Switzerland’s enthusiasm for economic policy reform ebbed further in 2014, according to the latest “D A CH Reform Barometer” from Avenir Suisse, Germany’s Institut der Deutschen Wirtschaft in Cologne and the Wirtschaftskammer Österreich. The study covers efforts to reform in the three countries and focuses on five economic policy fields. The analysis is based on political initiatives at federal level that have a chance of becoming law. Indexed at 100 in September 2002, the subsequent scores illustrate each country’s reform dynamics. By end 2014, Switzerland stood at 115.6 – down 0.6 percentage points on the year, and a lower rating for the second year running. Germany (minus 0.8 points to 111.2) and Austria (minus 0.1 points to 114.7) were also down.
The 2011-15 legislative period in Switzerland has been undistinguished in terms of liberalisation. That is particularly marked compared with the two previous legislatures, which were characterised by greater reforming zeal.
Avenir Suisse’s assessment of the two most important initiatives – the belated adjustments to old age pensions, and reform of corporate taxation – was mixed. Regarding the former, the fact that the central issue of pensionable age was barely addressed was a negative. As to company tax, the judgement was cautiously positive, even if the changes signified an (unavoidable) departure from a system viewed as optimal from the Swiss point of view. It remains to be seen whether this autumn’s federal elections will produce a new, more reform-minded parliament – something urgently needed given the strong Swiss franc.
Developments in social policy contributed most strongly to the decline in Switzerland’s overall reform score. The social policy rating fell by 2.3 points to 98.4 in 2014 – entirely due to the negative assessment of the “Pensions 2020” reform package. While the changes should virtually halve the funding gap in the AHV ((Switzerland’s statutory old age pension scheme, ed)), any reform that excludes a rise in statutory pensionable age must be considered unnecessarily expensive and, ultimately, unsustainable.
The tax and financial policy sub index improved in 2014, with a 0.8 point rise to 133.0. The main contributor here was the latest corporate tax reform, which should decisively reduce current fiscal uncertainties. Although the reform has attempted to minimise an (inevitable) loss of appeal for Switzerland as an investment location, that will not be entirely possible given the current regime is optimal from a Swiss economic point of view ((the changes represent in part a response to accusations of unfair tax competition from Switzerland’s European neighbours, ed))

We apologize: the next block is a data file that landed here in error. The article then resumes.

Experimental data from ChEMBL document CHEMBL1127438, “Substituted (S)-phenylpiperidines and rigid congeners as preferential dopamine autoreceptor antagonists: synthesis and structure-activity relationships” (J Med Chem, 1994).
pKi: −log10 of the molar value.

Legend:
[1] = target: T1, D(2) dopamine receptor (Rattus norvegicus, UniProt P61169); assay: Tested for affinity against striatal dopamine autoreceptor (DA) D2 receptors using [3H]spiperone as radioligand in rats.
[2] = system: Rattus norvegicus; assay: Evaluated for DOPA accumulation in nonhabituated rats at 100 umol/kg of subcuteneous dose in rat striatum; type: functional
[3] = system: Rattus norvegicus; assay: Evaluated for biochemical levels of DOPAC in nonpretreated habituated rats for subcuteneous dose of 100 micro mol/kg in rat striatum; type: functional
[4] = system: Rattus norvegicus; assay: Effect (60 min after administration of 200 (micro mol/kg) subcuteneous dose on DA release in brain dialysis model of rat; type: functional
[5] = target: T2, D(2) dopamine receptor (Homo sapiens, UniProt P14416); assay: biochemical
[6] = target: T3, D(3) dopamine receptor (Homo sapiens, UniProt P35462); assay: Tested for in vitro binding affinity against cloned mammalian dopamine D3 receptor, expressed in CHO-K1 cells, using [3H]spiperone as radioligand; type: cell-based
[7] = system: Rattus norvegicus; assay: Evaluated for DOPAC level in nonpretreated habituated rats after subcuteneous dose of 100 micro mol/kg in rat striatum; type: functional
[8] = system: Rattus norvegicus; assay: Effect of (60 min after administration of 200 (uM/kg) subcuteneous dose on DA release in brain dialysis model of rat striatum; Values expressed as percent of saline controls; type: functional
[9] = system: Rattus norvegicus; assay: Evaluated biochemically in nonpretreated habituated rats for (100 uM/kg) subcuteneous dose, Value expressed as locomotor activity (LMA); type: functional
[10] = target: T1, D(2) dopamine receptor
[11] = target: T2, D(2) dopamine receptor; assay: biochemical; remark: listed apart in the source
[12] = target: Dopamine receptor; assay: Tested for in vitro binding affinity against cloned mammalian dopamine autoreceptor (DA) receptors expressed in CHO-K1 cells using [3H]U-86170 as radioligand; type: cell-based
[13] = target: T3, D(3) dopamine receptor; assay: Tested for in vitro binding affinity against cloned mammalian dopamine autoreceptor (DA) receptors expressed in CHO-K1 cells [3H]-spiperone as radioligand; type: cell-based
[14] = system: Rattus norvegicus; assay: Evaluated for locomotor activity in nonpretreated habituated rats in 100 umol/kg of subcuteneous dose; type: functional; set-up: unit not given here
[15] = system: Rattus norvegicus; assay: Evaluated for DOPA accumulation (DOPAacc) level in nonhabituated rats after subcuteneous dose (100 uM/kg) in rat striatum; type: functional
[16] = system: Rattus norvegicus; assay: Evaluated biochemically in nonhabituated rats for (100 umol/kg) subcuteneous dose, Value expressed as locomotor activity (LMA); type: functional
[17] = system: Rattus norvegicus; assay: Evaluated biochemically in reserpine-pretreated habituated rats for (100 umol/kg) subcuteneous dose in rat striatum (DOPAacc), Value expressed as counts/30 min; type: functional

In 2014, as in the previous year, neither the labour market nor education policy were top priorities on the parliamentary agenda. A significant in this sub index was prevented by the decisive rejection of the referendum on a minimum wage. The sub index closed the year unchanged at 116.5.
Competition and innovation policy, which also includes infrastructure policy, was the busiest field in 2014, with eight measures considered in the annual reform barometer. The overall result was clearly negative, with the index down 1.5 points to 112.9. Most deleterious here were the revisions to environmental protection law put forward by the government as its counter proposal to the “Grüne Wirtschaft” (Green Economy) referendum initiative. Although, here too, business friendly changes were introduced in the Council of States (upper chamber of parliament, ed), the overall legislative impact opened the door to potential new trading barriers and distortions to competition while raising regulatory costs for business.
The Reform Barometer‘s final area covers financial markets policy. Between December 2013 and December 2014, this sub index fell by 1.5 points to 116.9. Switzerland has been under heavy pressure as a financial centre for several years now. After many setbacks and forced concessions, 2014 was a somewhat “quieter” year. Bern’s not entirely voluntary strategy of international co-operation bore first fruits – seen in limited agreements with Italy and France. Nevertheless, the banking sector remains can hardly be said to have returned to “business as usual.” Sources of uncertainty remain, for example in the form of the European Union’s MIFID internal market harmonisation rules. It is to be feared that each further step to integration will be combined with a further twist in the already very tight leash on which financial institutions are held.
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